Turkey is on the other side of this divide. While Erdoğan may adhere to the secular tenets of the Turkish constitution, his Justice and Development Party is affiliated with the Muslim Brotherhood, and as such, is anathema to Egypt and the powerful Gulf states that now promote a clear separation between the functions of a modern state and the private religious lives of citizens. This present geopolitical reality is deeply ironic. For much of the twentieth century, Turkey was a militantly secular state while Saudi Arabia was created out of an alliance between the Wahabi religious establishment and the Al-Saud tribal dynasty. Now the tables have turned, and the roles reversed.

 Moving Ahead with the EMGF?

The likelihood that the EMGF will usher in an enduring transformation of regional politics is low, but still worth considering. A pragmatic, mutually beneficial network of public and private interests should build political good will that could be channeled into larger gains over time. An ongoing collaboration between two or more EU members and Israel and Egypt helps reconceptualize the Eastern Mediterranean. Such an approach will make geographic and economic interests more important than the frozen political alignments of the past. In a best-case scenario, a successful EMGF could create momentum for resolving the division of Cyprus, for normalizing Israel–Palestine economic relations as a precondition for political accommodation, and for overcoming the split between Turkey and key Arab Sunni states over regional hotspots in Syria and Libya in particular. Each of these steps would be a remarkable achievement.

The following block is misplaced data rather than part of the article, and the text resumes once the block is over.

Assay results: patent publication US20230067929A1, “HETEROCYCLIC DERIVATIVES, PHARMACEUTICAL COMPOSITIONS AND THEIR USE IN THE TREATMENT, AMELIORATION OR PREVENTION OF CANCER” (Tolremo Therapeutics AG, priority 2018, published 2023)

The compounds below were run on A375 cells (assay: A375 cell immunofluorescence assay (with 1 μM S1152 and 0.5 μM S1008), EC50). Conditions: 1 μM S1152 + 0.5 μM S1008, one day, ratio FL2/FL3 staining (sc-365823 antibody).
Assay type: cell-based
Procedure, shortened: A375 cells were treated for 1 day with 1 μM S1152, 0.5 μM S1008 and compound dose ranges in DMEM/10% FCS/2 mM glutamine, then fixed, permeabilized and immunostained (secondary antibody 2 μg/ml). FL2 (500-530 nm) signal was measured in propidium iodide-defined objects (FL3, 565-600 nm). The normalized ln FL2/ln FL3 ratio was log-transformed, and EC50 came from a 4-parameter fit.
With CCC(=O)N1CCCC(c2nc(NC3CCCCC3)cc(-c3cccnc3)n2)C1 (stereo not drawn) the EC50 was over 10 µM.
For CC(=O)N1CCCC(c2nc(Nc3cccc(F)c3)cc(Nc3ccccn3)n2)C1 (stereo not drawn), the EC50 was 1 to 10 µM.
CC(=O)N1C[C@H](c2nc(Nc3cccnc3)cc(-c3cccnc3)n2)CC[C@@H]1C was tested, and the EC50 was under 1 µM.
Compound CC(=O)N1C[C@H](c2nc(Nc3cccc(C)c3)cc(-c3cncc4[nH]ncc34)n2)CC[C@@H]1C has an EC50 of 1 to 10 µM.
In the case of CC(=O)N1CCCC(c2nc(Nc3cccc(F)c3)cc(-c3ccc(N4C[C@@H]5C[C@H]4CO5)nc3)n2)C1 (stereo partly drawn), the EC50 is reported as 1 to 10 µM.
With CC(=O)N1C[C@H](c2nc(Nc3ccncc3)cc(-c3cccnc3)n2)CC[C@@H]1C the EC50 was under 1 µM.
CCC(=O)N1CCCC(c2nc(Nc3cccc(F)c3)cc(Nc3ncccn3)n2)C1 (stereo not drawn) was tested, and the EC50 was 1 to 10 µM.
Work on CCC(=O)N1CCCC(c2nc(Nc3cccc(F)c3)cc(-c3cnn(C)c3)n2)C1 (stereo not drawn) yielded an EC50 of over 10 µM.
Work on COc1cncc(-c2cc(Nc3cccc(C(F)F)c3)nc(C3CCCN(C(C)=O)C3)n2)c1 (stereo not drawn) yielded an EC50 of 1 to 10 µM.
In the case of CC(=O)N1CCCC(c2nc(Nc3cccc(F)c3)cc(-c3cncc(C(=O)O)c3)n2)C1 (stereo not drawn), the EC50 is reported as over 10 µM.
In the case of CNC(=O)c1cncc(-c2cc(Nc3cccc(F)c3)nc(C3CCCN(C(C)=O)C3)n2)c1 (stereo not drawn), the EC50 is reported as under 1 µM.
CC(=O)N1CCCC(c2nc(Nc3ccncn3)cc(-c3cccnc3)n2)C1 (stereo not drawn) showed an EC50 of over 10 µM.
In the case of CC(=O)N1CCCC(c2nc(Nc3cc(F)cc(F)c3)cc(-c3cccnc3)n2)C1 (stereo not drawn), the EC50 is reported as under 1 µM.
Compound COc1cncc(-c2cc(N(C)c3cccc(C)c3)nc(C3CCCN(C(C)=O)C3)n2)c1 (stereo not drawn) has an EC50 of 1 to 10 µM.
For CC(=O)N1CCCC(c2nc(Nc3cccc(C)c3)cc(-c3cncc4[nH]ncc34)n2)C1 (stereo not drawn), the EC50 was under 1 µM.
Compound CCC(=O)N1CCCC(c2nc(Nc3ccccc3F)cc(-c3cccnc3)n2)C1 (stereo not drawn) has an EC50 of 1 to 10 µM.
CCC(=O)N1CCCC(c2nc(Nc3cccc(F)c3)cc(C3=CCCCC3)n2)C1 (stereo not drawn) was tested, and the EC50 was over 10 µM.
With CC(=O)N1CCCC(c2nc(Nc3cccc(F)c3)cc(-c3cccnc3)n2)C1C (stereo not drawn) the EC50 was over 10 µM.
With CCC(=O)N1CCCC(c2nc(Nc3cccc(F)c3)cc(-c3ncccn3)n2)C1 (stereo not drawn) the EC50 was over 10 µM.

The more likely near-term outcome is continued but manageable tensions without outright conflict between Turkey and the EMGF states. The gas developments are moving forward, and more states may join the forum. This near-term outcome is more likely if a global economic recession caused by the coronavirus pandemic arrests or slows down the EMGF’s investment goals, but the underlying logic of the forum is likely to propel the project forward, perhaps on a slower timetable. Turkey may continue to put roadblocks in the way, but may not be able to overcome this multilateral enterprise. Ankara will need to weigh the cumulative costs of being the outlier in the emerging political economy of the region.